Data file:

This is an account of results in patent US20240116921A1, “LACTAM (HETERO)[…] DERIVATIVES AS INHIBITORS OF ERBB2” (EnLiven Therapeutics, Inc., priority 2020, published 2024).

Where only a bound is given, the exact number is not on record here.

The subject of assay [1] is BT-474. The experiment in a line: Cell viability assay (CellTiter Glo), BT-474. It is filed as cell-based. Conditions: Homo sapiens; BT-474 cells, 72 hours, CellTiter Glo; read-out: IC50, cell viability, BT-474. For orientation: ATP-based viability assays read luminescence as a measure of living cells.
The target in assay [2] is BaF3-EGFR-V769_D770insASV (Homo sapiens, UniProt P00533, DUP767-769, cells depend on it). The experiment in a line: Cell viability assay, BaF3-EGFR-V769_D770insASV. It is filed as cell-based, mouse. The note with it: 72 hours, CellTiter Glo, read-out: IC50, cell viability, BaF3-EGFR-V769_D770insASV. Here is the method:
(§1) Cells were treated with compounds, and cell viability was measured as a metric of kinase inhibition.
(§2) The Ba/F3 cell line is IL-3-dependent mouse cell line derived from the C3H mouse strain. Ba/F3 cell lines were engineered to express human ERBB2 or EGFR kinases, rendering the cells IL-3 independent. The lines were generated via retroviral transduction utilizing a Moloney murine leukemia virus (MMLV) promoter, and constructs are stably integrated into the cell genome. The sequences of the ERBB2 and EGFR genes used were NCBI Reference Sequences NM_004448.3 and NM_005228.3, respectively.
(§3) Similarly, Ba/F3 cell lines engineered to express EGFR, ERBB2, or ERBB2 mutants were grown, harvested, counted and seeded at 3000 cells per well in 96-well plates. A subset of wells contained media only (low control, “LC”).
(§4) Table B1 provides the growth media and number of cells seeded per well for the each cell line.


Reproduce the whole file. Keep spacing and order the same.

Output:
This is an account of results in patent US20240116921A1, “LACTAM (HETERO)[…] DERIVATIVES AS INHIBITORS OF ERBB2” (EnLiven Therapeutics, Inc., priority 2020, published 2024).

Where only a bound is given, the exact number is not on record here.

The subject of assay [1] is BT-474. The experiment in a line: Cell viability assay (CellTiter Glo), BT-474. It is filed as cell-based. Conditions: Homo sapiens; BT-474 cells, 72 hours, CellTiter Glo; read-out: IC50, cell viability, BT-474. For orientation: ATP-based viability assays read luminescence as a measure of living cells.
The target in assay [2] is BaF3-EGFR-V769_D770insASV (Homo sapiens, UniProt P00533, DUP767-769, cells depend on it). The experiment in a line: Cell viability assay, BaF3-EGFR-V769_D770insASV. It is filed as cell-based, mouse. The note with it: 72 hours, CellTiter Glo, read-out: IC50, cell viability, BaF3-EGFR-V769_D770insASV. Here is the method:
(§1) Cells were treated with compounds, and cell viability was measured as a metric of kinase inhibition.
(§2) The Ba/F3 cell line is IL-3-dependent mouse cell line derived from the C3H mouse strain. Ba/F3 cell lines were engineered to express human ERBB2 or EGFR kinases, rendering the cells IL-3 independent. The lines were generated via retroviral transduction utilizing a Moloney murine leukemia virus (MMLV) promoter, and constructs are stably integrated into the cell genome. The sequences of the ERBB2 and EGFR genes used were NCBI Reference Sequences NM_004448.3 and NM_005228.3, respectively.
(§3) Similarly, Ba/F3 cell lines engineered to express EGFR, ERBB2, or ERBB2 mutants were grown, harvested, counted and seeded at 3000 cells per well in 96-well plates. A subset of wells contained media only (low control, “LC”).
(§4) Table B1 provides the growth media and number of cells seeded per well for the each cell line.